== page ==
I extend a very warm welcome to Deputy Bacik. Fáilte mhór agus comhghairdeas. Well done on a very convincing and wonderful victory. She is now the 37th woman in the House and that is good news for all of us.
Congratulations to Ivana. We all look forward very much to working with her.
Last week, the Taoiseach and his Government forced through an amendment to legislation dealing with Covid-19 business supports that provided yet another tax break to investment funds and cuckoo funds. This was an incredibly bad move, representing very bad value for taxpayers' money, lowering the number of homes available to buy by ordinary workers and families, and pushing up the cost of housing for everyone. Indeed, it is a prime example of all that is wrong with the Government's housing policy and another example of how the Taoiseach, his party and his partners in government do not understand the scale of the crisis in housing.
On Sunday, the Business Post reported that the Government's plan to lease 2,400 homes this year alone will cost in the region of €1 billion over the lifetime of those leasing arrangements. What is worst of all is that, at the end of the 25-year period, the State will not own these properties, despite paying in excess of €375,000 each for them within the 25-year timeframe. We know these leasing arrangements are even more expensive, by the way, in the city of Dublin, running at almost €500,000 for each unit. Little wonder that the funds industry is delighted by the Government's latest move, which continues apace despite the Taoiseach telling the Dáil in May that this practice should cease.
On the flip side of the coin, the latest figures available from the Department of Housing, Local Government and Heritage show that the cost of building social and affordable houses is much less than these expensive leasing arrangements, coming in, on average, at approximately €240,000. It is now apparent that the Government is content to fork out well over the odds to these funds for leasing arrangements for properties that will not be in the ownership of the State at the end of the leasing arrangement. None of this makes any sense at all. In fact, it is the same mentality that has given us the disastrous deal in respect of the cost of the national children's hospital, which, as the Taoiseach knows, is running spectacularly over budget. Private interests should not be skimming super-profits off the top of building public infrastructure, yet that is what the Taoiseach is facilitating. His repeated assertion that these leasing arrangements are short term does not stack up when one considers that the arrangements will be in place for 25 years and, in the case of the 2,400 homes to which I refer, will cost the taxpayer and the State €1 billion.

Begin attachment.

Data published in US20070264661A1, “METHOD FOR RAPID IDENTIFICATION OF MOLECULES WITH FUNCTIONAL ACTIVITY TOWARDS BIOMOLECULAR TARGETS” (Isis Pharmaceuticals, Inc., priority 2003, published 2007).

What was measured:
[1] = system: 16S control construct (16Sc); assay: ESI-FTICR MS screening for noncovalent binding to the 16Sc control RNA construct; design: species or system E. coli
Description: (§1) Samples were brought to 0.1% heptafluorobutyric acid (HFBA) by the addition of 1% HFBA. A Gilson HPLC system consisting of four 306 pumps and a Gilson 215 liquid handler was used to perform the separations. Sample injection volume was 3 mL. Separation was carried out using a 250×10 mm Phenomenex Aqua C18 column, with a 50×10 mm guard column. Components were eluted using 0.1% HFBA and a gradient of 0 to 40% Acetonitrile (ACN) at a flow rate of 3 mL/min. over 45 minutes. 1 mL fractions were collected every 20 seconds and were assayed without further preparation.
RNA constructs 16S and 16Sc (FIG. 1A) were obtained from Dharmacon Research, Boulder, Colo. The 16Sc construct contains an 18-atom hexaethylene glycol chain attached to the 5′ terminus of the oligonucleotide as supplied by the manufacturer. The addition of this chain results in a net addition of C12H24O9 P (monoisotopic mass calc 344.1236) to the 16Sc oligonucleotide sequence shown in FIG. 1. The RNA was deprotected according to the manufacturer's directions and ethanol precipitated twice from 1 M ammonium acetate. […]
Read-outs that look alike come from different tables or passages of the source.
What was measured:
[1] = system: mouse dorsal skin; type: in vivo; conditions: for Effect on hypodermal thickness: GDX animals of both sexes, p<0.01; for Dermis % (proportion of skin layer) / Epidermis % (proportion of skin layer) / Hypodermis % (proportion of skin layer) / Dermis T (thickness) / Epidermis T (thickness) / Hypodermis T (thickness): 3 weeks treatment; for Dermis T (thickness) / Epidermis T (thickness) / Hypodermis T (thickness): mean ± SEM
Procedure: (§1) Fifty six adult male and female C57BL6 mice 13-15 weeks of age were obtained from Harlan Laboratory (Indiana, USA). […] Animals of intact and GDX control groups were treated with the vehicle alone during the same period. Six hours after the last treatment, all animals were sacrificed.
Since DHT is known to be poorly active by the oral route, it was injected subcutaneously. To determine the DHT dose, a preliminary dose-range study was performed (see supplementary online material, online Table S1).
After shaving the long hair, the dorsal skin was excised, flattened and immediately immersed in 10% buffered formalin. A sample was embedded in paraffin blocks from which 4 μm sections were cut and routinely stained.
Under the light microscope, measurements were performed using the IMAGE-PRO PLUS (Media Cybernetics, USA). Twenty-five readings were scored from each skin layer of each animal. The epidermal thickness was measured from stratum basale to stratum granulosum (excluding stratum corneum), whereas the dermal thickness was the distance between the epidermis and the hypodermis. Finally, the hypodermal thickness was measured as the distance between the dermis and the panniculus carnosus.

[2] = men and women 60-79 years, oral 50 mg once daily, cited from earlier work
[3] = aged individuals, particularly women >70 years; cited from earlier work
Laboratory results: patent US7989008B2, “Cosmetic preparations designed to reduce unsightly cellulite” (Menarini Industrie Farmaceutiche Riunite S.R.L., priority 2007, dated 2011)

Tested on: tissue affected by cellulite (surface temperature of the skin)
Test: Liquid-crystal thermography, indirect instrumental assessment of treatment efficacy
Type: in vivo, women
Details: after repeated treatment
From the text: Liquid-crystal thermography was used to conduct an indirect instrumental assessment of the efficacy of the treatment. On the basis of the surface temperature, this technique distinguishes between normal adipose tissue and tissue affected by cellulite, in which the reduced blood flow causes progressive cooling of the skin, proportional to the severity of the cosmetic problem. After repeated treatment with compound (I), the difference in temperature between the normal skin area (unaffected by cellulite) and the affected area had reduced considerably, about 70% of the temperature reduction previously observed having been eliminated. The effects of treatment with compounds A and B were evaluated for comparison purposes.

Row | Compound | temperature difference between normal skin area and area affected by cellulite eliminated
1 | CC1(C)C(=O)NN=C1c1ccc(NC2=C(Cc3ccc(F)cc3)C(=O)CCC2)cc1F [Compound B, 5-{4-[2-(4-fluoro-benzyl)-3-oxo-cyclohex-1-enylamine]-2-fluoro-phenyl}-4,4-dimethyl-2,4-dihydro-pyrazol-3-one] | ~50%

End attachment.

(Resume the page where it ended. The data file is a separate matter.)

Can the Taoiseach confirm that cost of €1 billion? Can he confirm what I have said, namely, that at the end of the 25 years, these homes will not be owned by the State? I urge him again, as I have urged him before, to cease and desist from pursuing these failed policies and, instead, invest in the construction of social and affordable homes. What we need is not sweetheart deals for these cuckoo funds; we need a doubling of capital investment in social and affordable housing. That is what should be announced in the summer economic statement.